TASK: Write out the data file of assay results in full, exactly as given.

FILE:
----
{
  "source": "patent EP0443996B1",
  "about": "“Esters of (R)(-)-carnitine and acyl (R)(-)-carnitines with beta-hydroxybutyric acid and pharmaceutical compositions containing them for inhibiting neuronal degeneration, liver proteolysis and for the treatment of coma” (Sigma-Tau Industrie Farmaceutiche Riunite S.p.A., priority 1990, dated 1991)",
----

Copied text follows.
{
  "source": "patent EP0443996B1",
  "about": "“Esters of (R)(-)-carnitine and acyl (R)(-)-carnitines with beta-hydroxybutyric acid and pharmaceutical compositions containing them for inhibiting neuronal degeneration, liver proteolysis and for the treatment of coma” (Sigma-Tau Industrie Farmaceutiche Riunite S.p.A., priority 1990, dated 1991)",